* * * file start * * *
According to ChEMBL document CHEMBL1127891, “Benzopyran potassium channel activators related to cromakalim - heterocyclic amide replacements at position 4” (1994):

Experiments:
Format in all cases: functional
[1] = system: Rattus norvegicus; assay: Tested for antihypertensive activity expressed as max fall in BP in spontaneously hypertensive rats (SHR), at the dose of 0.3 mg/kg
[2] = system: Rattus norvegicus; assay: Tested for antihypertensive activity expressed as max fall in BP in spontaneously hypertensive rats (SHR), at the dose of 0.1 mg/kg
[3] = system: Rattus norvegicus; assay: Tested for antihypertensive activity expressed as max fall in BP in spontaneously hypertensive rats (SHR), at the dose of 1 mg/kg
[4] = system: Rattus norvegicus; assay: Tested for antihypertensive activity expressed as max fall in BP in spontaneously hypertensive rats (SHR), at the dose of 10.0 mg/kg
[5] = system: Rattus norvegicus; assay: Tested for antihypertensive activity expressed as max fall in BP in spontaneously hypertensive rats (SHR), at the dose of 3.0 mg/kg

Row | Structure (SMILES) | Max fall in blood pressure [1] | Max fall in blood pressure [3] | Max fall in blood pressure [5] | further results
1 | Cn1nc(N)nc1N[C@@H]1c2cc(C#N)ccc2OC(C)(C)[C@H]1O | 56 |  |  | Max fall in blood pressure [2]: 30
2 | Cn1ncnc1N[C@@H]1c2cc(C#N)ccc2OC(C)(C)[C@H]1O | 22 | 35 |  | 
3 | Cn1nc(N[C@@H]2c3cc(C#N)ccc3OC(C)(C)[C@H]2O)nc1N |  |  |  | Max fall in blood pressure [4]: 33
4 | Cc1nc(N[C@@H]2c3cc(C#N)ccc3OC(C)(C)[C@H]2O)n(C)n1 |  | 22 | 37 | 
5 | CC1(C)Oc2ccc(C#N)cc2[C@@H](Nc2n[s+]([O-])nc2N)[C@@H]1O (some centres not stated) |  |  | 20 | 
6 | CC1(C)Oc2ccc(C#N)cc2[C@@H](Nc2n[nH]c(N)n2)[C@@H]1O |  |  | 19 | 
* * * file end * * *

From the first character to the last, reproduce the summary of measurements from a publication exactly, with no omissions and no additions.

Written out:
According to ChEMBL document CHEMBL1127891, “Benzopyran potassium channel activators related to cromakalim - heterocyclic amide replacements at position 4” (1994):

Experiments:
Format in all cases: functional
[1] = system: Rattus norvegicus; assay: Tested for antihypertensive activity expressed as max fall in BP in spontaneously hypertensive rats (SHR), at the dose of 0.3 mg/kg
[2] = system: Rattus norvegicus; assay: Tested for antihypertensive activity expressed as max fall in BP in spontaneously hypertensive rats (SHR), at the dose of 0.1 mg/kg
[3] = system: Rattus norvegicus; assay: Tested for antihypertensive activity expressed as max fall in BP in spontaneously hypertensive rats (SHR), at the dose of 1 mg/kg
[4] = system: Rattus norvegicus; assay: Tested for antihypertensive activity expressed as max fall in BP in spontaneously hypertensive rats (SHR), at the dose of 10.0 mg/kg
[5] = system: Rattus norvegicus; assay: Tested for antihypertensive activity expressed as max fall in BP in spontaneously hypertensive rats (SHR), at the dose of 3.0 mg/kg

Row | Structure (SMILES) | Max fall in blood pressure [1] | Max fall in blood pressure [3] | Max fall in blood pressure [5] | further results
1 | Cn1nc(N)nc1N[C@@H]1c2cc(C#N)ccc2OC(C)(C)[C@H]1O | 56 |  |  | Max fall in blood pressure [2]: 30
2 | Cn1ncnc1N[C@@H]1c2cc(C#N)ccc2OC(C)(C)[C@H]1O | 22 | 35 |  | 
3 | Cn1nc(N[C@@H]2c3cc(C#N)ccc3OC(C)(C)[C@H]2O)nc1N |  |  |  | Max fall in blood pressure [4]: 33
4 | Cc1nc(N[C@@H]2c3cc(C#N)ccc3OC(C)(C)[C@H]2O)n(C)n1 |  | 22 | 37 | 
5 | CC1(C)Oc2ccc(C#N)cc2[C@@H](Nc2n[s+]([O-])nc2N)[C@@H]1O (some centres not stated) |  |  | 20 | 
6 | CC1(C)Oc2ccc(C#N)cc2[C@@H](Nc2n[nH]c(N)n2)[C@@H]1O |  |  | 19 | 